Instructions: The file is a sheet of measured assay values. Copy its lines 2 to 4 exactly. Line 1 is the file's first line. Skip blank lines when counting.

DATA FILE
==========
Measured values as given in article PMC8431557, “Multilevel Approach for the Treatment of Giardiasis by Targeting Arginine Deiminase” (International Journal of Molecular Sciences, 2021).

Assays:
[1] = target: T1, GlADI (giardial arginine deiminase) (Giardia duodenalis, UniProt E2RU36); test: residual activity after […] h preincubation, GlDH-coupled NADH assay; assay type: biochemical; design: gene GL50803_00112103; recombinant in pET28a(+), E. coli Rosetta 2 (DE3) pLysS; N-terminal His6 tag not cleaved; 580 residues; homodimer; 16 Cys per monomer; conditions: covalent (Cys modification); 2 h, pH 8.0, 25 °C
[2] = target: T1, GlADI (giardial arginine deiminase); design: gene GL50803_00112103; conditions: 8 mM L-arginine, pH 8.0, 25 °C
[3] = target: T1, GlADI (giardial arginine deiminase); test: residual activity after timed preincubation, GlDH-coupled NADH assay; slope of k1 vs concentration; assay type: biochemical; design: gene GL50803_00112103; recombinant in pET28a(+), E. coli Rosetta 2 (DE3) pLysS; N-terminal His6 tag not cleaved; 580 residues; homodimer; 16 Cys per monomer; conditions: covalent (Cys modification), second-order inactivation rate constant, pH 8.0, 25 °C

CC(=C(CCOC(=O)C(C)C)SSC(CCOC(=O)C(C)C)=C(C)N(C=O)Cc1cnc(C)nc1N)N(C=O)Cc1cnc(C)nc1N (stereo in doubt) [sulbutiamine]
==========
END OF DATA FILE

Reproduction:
Assays:
[1] = target: T1, GlADI (giardial arginine deiminase) (Giardia duodenalis, UniProt E2RU36); test: residual activity after […] h preincubation, GlDH-coupled NADH assay; assay type: biochemical; design: gene GL50803_00112103; recombinant in pET28a(+), E. coli Rosetta 2 (DE3) pLysS; N-terminal His6 tag not cleaved; 580 residues; homodimer; 16 Cys per monomer; conditions: covalent (Cys modification); 2 h, pH 8.0, 25 °C
[2] = target: T1, GlADI (giardial arginine deiminase); design: gene GL50803_00112103; conditions: 8 mM L-arginine, pH 8.0, 25 °C